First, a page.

The landscapes of other planets have long been the source of fantasies and speculation, but in the last few decades we’ve finally been able to get a close-up view of the surfaces of alien worlds. NASA’s Mars Reconnaissance Orbiter (MRO) has been orbiting Mars since 2006, and on board is the High Resolution Imaging Science Experiment camera, or HiRISE. It takes photographs of the fascinating landscape of Mars, which looks at once barren, alien, alive and strangely familiar.
HiRISE is a project that was about two decades in the making. In the 1980s Alan Delamere of Ball Aerospace started planning out how to go about making the type of high-resolution imaging needed to produce high-quality images of Mars. By 2001 he’d joined forces with Alfred McEwen of the University of Arizona to pitch their camera for use on the MRO. NASA agreed and plans were set in motion to build the camera and integrate it into the spacecraft.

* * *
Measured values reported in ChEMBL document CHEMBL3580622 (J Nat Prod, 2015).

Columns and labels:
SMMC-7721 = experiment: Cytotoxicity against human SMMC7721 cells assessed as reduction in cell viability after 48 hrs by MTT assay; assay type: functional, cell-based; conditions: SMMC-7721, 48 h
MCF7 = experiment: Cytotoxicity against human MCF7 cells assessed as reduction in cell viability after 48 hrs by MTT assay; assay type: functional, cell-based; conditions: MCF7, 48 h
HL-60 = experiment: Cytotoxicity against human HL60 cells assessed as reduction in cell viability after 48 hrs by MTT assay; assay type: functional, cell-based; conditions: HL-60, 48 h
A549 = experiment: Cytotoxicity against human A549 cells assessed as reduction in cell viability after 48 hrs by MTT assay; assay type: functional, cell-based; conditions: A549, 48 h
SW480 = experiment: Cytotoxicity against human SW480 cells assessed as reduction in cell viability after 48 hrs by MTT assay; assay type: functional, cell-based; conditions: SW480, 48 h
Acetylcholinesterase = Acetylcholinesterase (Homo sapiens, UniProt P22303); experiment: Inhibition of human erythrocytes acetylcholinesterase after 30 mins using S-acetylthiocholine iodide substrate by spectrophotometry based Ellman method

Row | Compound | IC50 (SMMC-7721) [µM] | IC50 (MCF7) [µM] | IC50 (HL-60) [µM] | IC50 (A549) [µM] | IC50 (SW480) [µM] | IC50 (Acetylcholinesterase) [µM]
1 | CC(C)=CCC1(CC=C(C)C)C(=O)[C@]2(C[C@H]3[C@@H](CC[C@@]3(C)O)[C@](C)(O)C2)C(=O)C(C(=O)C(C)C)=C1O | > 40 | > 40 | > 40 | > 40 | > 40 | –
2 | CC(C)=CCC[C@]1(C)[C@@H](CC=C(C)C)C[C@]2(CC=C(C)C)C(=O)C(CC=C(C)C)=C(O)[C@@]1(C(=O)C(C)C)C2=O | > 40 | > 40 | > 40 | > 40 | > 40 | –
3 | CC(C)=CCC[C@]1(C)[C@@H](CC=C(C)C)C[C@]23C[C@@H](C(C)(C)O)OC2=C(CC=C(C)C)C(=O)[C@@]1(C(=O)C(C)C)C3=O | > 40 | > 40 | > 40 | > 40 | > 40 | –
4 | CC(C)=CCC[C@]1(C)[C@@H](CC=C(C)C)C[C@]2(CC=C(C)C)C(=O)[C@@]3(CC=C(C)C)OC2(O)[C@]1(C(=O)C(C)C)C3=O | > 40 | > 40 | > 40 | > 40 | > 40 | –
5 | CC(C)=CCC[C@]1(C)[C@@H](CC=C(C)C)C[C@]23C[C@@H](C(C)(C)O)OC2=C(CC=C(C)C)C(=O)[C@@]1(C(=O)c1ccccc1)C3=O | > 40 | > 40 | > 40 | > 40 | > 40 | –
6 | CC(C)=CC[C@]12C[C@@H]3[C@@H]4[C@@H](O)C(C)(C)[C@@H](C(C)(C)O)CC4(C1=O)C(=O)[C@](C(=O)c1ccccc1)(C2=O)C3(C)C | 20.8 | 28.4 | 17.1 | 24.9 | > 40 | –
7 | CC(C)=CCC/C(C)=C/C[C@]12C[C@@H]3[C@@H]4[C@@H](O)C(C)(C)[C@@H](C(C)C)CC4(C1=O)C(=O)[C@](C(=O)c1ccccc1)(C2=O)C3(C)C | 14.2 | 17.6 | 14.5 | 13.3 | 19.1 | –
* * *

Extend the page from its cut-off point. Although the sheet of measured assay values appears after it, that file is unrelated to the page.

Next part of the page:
HiRISE was delivered to NASA on December 6, 2004 and launched on board the MRO on August 12, 2005. On the way to Mars, the high-tech space camera took calibration pictures of the moon and other objects. But nothing was quite as stunning as the high-resolution Mars surface pictures it captured beginning in September 2006.
The pictures from HiRISE are more detailed than we’ve ever seen, and more accessible to the public than any before. Eventually, the general public will be able to request pictures of specific areas of Mars from HiRISE, which is unprecedented. Because of its accessibility and the idea that it is for the good of everyone, HiRISE has been dubbed by some “The People’s Camera.” The University of Arizona shares new images as soon as they’re processed here.